I checked the NBSS download for our branch and scores were submitted from members of 26 different branches.
So the importance of scoring when in a pub of another branch cannot be dismissed.

Paul Bailey said...

Martin, back in the day when we all carried around little paper scorepads, I never bothered much with scoring beers, but Whatpub is a godsend. It’s so easy to input scores, and with given your extensive travelling, I’m sure the local branches concerned would really appreciate your input.

You are correct though, in saying that a lack of active volunteers will eventually kill the Beer Guide. This also applies to the people tasked with inputting all the information. As I’ve said before, a thankless chore; especially when forms are submitted, half complete, or without a basic grasp of English grammar.

Hi Steve, thanks for your input. I am not party to the information about where NBSS scores come from, but I always make even more of a point in scoring pubs on another branch’s patch, as information from outside the branch should be much more objective.

Russ, thanks as always for spotting the typo. I will correct it this evening, after I’ve battled my way home through the snow (a light dusting by Canadian standards, I’m sure, but enough to cause travel chaos, here in the UK!)

Russtovich said...

"(a light dusting by Canadian standards, I’m sure, but enough to cause travel chaos, here in the UK!)"

As someone who has lived in various parts of Canada I no longer scoff at a light dusting causing problems. :)

I live in a place where the weather is very similar to that of the UK. Before we moved here my wife and I used to laugh at the folks in lower mainland BC and Vancouver Island with regards to problems driving in the snow. But now that we've lived here on Vancouver Island for over 10 years we have a better appreciation.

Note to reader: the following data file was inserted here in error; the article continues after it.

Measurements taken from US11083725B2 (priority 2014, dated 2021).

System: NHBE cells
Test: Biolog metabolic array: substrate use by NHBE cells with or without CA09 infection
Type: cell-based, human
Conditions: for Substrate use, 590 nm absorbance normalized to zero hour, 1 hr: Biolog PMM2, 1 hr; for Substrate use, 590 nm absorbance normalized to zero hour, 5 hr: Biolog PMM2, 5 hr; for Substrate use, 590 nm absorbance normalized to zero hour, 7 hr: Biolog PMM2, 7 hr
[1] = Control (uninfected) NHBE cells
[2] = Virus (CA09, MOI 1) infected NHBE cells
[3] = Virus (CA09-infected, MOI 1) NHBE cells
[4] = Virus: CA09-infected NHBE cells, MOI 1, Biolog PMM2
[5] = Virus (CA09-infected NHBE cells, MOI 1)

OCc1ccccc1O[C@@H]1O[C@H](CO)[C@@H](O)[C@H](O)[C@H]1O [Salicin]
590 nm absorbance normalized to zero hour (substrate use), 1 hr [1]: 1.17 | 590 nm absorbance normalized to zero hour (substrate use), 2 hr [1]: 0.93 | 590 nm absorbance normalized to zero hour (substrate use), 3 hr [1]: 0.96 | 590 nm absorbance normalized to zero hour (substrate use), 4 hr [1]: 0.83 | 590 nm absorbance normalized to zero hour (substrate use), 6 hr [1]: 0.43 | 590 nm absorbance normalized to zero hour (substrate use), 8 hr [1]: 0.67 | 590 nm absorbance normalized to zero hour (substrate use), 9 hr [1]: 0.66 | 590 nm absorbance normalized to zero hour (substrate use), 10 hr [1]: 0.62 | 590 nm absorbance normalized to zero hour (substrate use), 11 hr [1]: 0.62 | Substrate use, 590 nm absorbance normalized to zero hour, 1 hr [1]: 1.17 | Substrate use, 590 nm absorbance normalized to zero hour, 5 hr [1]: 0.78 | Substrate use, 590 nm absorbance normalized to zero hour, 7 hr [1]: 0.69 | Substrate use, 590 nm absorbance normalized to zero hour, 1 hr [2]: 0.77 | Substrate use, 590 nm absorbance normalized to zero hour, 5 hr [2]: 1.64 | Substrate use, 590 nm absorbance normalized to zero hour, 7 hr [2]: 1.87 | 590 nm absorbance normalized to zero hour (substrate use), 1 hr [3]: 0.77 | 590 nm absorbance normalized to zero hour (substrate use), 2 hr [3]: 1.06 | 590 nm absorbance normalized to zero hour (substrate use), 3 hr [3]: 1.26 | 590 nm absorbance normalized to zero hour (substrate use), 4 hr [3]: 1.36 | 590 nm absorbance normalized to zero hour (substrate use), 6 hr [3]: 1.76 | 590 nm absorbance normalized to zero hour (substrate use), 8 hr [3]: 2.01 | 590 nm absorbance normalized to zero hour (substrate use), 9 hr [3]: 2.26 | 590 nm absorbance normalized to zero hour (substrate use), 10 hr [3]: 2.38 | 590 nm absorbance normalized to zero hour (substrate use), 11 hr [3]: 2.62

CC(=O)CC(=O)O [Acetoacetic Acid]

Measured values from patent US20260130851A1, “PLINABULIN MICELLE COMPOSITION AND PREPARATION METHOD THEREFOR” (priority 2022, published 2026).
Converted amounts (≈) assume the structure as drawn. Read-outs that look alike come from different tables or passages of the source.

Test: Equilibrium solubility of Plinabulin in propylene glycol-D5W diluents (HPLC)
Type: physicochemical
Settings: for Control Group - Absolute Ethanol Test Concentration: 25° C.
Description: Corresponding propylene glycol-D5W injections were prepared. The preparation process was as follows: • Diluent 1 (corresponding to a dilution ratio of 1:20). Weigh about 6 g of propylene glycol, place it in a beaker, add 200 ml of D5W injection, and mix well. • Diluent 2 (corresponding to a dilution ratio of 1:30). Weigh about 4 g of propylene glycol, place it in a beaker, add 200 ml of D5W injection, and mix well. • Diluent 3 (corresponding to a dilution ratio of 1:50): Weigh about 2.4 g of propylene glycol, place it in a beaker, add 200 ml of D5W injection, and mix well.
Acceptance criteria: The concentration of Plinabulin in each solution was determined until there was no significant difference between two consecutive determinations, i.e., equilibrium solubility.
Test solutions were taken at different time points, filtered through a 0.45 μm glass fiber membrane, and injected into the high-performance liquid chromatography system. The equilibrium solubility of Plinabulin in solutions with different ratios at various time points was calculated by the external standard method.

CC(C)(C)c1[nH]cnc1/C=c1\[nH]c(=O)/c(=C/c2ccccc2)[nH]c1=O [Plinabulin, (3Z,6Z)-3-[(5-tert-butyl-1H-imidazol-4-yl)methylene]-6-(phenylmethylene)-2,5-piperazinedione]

Elsewhere in Canada once winter hits the temps never really get over freezing. So the snow becomes nicely hardened and is not that bad to drive on. However, in lower mainland BC and Vancouver Island the winter weather usually goes above and below freezing on a daily basis. Snow at these temps can cause utter havoc as the roads are just too damn slippery to drive on. I'm sure that's what the UK experiences so I feel your pain.


Paul Bailey said...

An interesting parallel, Russ. I remember from school geography that places located on the western edge of a continent (certainly in the northern hemisphere), had a maritime climate; hence the similarity between your part of Canada and the UK.

We had a further major snow dump last night, followed by extremely low temperatures (for England, at least). It was minus 7° Celsius as I drove along Tonbridge High Street this morning, and minus 11° out in the country, where our factory is located.

Possibly this was too cold for the salt/grit mixture to work properly; certainly the roads were covered with snow and ice.

Stay warm. Cheers, Paul!

Anonymous said...

Yes, you are probably correct Paul although I'm one of the culprits too. Also, think the campaign needs to focus on keeping pubs open, modernising, re-branding, etc. etc. Think we may lose another pub in our village soon. Trouble is, we don't have many volunteers to do all the work involved. In fact, a couple of people have voiced their opinions (to me) that a lot of the work one or two committee members do (D. of course), is a waste of time because 'nobody gives a toss!' You raise some interest points on this post and previous ones. Cheers, A.

Paul Bailey said...

Thanks Andrea. I'm afraid I'm guilty of not supporting pubs as much as I used to, but on cold winter's nights, it's much easier, and more comfortable, to stay home, in front of the fire whilst enjoying a beer or two.

I do wonder how some pubs survive, but with changing habits and changing lifestyles, pubs also need to adapt in order to survive; as does CAMRA. I'm not sure what the outcome of the much vaunted "Revitalisation project" will be. It may be too little, too late, or it could mean the end of CAMRA as we know it; if it alienates the crusty old diehards within the Campaign. (You know the type of people I am talking about!).

I agree that a small number of committee members are doing all the work, but you would have thought that with over 600 members in the branch, a few others would chip in to help; even if it's only occasionally.

ps. Looking forward to next weekend's mini-bus tour.